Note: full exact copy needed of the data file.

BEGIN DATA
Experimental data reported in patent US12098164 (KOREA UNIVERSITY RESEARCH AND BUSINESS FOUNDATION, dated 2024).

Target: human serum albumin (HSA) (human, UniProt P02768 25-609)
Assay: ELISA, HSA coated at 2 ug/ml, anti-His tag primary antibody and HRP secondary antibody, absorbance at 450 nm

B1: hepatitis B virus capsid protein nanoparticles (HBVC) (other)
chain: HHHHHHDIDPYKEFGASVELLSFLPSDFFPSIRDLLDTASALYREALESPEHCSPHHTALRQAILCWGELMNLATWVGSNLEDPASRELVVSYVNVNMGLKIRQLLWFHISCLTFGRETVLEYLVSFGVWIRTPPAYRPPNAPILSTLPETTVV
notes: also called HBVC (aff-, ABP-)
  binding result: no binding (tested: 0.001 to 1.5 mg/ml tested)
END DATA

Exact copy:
Experimental data reported in patent US12098164 (KOREA UNIVERSITY RESEARCH AND BUSINESS FOUNDATION, dated 2024).

Target: human serum albumin (HSA) (human, UniProt P02768 25-609)
Assay: ELISA, HSA coated at 2 ug/ml, anti-His tag primary antibody and HRP secondary antibody, absorbance at 450 nm

B1: hepatitis B virus capsid protein nanoparticles (HBVC) (other)
chain: HHHHHHDIDPYKEFGASVELLSFLPSDFFPSIRDLLDTASALYREALESPEHCSPHHTALRQAILCWGELMNLATWVGSNLEDPASRELVVSYVNVNMGLKIRQLLWFHISCLTFGRETVLEYLVSFGVWIRTPPAYRPPNAPILSTLPETTVV
notes: also called HBVC (aff-, ABP-)
  binding result: no binding (tested: 0.001 to 1.5 mg/ml tested)